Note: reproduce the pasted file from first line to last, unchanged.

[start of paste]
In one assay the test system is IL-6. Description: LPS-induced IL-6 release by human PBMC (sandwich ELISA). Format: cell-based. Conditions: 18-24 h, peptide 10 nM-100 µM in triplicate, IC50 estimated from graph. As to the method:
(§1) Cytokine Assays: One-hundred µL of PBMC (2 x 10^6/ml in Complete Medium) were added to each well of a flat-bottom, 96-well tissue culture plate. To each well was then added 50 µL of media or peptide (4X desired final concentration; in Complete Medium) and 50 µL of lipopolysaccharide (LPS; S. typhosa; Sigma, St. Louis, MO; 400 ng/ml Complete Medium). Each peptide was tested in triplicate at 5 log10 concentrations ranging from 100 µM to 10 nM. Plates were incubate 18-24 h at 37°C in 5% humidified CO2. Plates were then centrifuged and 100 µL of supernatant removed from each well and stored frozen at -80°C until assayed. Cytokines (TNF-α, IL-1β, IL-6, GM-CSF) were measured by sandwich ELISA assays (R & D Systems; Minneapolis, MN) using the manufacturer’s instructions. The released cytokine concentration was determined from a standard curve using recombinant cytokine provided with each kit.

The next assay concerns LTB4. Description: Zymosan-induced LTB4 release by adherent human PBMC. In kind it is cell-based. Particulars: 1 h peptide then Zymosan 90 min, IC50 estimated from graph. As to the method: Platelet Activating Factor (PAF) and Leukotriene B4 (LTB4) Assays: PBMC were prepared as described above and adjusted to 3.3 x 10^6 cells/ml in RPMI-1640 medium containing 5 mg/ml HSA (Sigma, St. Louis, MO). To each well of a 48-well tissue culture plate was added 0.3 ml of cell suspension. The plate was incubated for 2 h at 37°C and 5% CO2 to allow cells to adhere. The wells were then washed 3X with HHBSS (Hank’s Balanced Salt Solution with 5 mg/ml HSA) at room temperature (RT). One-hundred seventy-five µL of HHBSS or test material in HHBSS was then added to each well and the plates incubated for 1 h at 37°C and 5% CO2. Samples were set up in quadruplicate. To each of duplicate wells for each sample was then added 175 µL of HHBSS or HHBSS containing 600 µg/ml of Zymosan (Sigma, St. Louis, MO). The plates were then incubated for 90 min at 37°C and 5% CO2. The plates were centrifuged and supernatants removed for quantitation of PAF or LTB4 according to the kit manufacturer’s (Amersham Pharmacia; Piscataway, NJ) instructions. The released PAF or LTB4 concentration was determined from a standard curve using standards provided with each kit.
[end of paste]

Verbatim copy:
In one assay the test system is IL-6. Description: LPS-induced IL-6 release by human PBMC (sandwich ELISA). Format: cell-based. Conditions: 18-24 h, peptide 10 nM-100 µM in triplicate, IC50 estimated from graph. As to the method:
(§1) Cytokine Assays: One-hundred µL of PBMC (2 x 10^6/ml in Complete Medium) were added to each well of a flat-bottom, 96-well tissue culture plate. To each well was then added 50 µL of media or peptide (4X desired final concentration; in Complete Medium) and 50 µL of lipopolysaccharide (LPS; S. typhosa; Sigma, St. Louis, MO; 400 ng/ml Complete Medium). Each peptide was tested in triplicate at 5 log10 concentrations ranging from 100 µM to 10 nM. Plates were incubate 18-24 h at 37°C in 5% humidified CO2. Plates were then centrifuged and 100 µL of supernatant removed from each well and stored frozen at -80°C until assayed. Cytokines (TNF-α, IL-1β, IL-6, GM-CSF) were measured by sandwich ELISA assays (R & D Systems; Minneapolis, MN) using the manufacturer’s instructions. The released cytokine concentration was determined from a standard curve using recombinant cytokine provided with each kit.

The next assay concerns LTB4. Description: Zymosan-induced LTB4 release by adherent human PBMC. In kind it is cell-based. Particulars: 1 h peptide then Zymosan 90 min, IC50 estimated from graph. As to the method: Platelet Activating Factor (PAF) and Leukotriene B4 (LTB4) Assays: PBMC were prepared as described above and adjusted to 3.3 x 10^6 cells/ml in RPMI-1640 medium containing 5 mg/ml HSA (Sigma, St. Louis, MO). To each well of a 48-well tissue culture plate was added 0.3 ml of cell suspension. The plate was incubated for 2 h at 37°C and 5% CO2 to allow cells to adhere. The wells were then washed 3X with HHBSS (Hank’s Balanced Salt Solution with 5 mg/ml HSA) at room temperature (RT). One-hundred seventy-five µL of HHBSS or test material in HHBSS was then added to each well and the plates incubated for 1 h at 37°C and 5% CO2. Samples were set up in quadruplicate. To each of duplicate wells for each sample was then added 175 µL of HHBSS or HHBSS containing 600 µg/ml of Zymosan (Sigma, St. Louis, MO). The plates were then incubated for 90 min at 37°C and 5% CO2. The plates were centrifuged and supernatants removed for quantitation of PAF or LTB4 according to the kit manufacturer’s (Amersham Pharmacia; Piscataway, NJ) instructions. The released PAF or LTB4 concentration was determined from a standard curve using standards provided with each kit.